When shopping for a new kitchen knives, the sheer number of steel types, each with its own pros and cons can make choosing a knife overwhelming. We put together this quick guide with some basic info on the characteristics of the more popular steel types to help you make a decision.
Carbon vs. Stainless Steel
The first thing you should consider is whether or not you are comfortable with carbon steel. Professional cooks love carbon steel knives because they are easy to sharpen and have the potential to get very sharp, but they require a bit more care and attention than stainless steel knives. Carbon steel needs to be kept very dry and wiped regularly while in use. This is especially true when cutting acidic foods. If this is not something you can commit to doing, there are plenty of stainless steels available.
Preferred Chef Knife Steel for Beginners
The next factors to consider are budget and comfort with sharpening. For beginners and those looking to spend a bit less, there are still plenty of options for Japanese-made knives. If you are looking for affordable, stain-resistant steel that is easy to sharpen we recommend looking at blades made from VG10, Molybdenum or Inox steel. These steels are not the hardest available, but they will consistently hold a good edge and can be sharpened without a high level of technical skill. Some great examples of knives using these steels are Sakai Takayuki 33 Layer, Sakai Takayuki 45 Layer, Chubo Inox and Misono Molybdenum.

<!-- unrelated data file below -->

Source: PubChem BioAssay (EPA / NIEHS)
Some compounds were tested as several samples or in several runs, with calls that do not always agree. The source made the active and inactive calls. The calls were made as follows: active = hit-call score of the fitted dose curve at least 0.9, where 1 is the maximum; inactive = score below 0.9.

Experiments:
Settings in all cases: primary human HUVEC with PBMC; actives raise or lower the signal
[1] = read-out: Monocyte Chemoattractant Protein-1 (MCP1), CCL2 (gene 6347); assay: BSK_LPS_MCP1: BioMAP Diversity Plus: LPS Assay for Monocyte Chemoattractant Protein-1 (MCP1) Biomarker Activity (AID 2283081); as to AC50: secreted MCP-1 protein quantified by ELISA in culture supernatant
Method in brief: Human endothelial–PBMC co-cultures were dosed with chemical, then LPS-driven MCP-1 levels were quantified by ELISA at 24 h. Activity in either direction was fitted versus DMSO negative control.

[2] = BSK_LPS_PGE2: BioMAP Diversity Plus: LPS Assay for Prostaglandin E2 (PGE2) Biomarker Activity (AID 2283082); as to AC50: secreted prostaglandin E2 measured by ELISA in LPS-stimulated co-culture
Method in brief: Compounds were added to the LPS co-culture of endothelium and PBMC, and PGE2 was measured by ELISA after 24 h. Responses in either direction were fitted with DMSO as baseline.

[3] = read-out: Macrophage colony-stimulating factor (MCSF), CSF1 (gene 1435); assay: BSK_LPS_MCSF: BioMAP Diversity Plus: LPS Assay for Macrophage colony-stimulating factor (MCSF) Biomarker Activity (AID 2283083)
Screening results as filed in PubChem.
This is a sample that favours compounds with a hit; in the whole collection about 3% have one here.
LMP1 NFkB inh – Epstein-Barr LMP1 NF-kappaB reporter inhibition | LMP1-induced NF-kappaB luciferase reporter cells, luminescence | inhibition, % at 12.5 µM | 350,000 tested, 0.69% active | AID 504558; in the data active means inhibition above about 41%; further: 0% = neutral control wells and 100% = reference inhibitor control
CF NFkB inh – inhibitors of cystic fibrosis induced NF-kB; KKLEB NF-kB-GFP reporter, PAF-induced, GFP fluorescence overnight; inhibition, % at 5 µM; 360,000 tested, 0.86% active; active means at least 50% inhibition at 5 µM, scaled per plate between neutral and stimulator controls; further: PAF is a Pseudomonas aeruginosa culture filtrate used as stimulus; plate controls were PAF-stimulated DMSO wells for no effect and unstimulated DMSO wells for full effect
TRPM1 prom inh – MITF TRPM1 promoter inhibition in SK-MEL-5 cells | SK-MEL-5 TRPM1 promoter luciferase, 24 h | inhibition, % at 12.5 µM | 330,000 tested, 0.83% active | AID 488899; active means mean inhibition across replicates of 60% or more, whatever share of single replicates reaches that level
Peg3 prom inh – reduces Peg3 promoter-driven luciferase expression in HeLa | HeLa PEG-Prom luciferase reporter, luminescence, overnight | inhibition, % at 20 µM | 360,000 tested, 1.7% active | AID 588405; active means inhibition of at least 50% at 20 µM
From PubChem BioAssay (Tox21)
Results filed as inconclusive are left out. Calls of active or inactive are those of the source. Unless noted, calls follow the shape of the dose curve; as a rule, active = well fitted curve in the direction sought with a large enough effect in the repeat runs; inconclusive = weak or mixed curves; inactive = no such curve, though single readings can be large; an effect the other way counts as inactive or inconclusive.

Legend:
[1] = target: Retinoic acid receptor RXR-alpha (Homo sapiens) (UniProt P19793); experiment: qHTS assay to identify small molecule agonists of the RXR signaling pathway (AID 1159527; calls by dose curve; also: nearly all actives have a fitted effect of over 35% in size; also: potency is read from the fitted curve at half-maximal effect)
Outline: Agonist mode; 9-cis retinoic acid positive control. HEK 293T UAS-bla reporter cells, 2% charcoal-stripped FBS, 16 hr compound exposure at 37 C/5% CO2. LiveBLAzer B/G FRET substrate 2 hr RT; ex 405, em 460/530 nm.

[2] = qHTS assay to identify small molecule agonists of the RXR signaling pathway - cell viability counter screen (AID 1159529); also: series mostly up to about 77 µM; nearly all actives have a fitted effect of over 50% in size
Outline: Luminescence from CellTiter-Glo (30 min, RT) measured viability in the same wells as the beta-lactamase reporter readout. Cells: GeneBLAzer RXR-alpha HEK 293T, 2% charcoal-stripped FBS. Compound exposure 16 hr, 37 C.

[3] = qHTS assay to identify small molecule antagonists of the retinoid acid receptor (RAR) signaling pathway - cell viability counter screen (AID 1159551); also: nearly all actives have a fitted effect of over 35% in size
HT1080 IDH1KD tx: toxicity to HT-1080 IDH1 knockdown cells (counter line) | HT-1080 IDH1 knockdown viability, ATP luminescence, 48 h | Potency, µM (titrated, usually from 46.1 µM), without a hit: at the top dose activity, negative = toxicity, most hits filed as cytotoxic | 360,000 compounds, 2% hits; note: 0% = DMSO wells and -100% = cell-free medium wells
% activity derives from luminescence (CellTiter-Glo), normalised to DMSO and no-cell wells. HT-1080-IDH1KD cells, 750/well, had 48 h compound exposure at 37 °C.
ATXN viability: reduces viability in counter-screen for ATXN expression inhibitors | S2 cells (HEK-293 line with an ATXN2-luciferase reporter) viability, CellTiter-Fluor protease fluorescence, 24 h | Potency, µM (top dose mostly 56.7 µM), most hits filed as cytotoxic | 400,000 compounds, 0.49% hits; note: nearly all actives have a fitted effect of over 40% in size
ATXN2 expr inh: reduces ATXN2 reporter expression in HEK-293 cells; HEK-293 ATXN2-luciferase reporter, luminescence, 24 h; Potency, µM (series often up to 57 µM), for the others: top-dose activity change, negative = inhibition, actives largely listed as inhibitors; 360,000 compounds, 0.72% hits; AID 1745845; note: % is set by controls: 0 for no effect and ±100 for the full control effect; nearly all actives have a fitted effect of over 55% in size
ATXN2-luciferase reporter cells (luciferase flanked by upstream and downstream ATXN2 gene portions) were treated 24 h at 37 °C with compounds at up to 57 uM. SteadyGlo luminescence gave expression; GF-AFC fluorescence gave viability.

High Carbon White Steel Kitchen Knife Blades
Once you have a higher level of comfort with sharpening and a bit more budget to spend, you might choose carbon blades made from White Steel. White Steel is a pure steel favored by blacksmiths because it responds well to different types of forging, creating a great end product. Popular White Steel options include Kagekiyo White #2 and Sakai TakayukiWhite Kurouchi.
Blue Steel and Aogami Super Kitchen Knife Blades
Moving on to blue steels, Blue #2 is a bit tougher, meaning it is less prone to edge damage and known for superior edge retention. Aogami Super is a high-performance Blue Steel, that is a bit more stain resistant and offers the best edge retention of the group. Examples of Aogami Super forging can be found in our Takeda and Shibata AS collections.
Powdered Steel Kitchen Knife Blades
In recent years blacksmiths have developed new techniques for forging powdered steel blends that were first developed for use in industrial machinery. Powdered steels are some of the hardest available and offer the highest edge retention at the same hardness as Aogami or higher. But with this high a level of hardness comes more challenges with sharpening. Powdered steels are some of the best steels for kitchen knives, but it’s important that users have a solid undestanding of sharpening to maintain and get the best performance out of the blades. For great options for powdered steel knives, check out our Kazan HAP40 and Takamura R2 lines.
Please feel free to get in touch with any questions.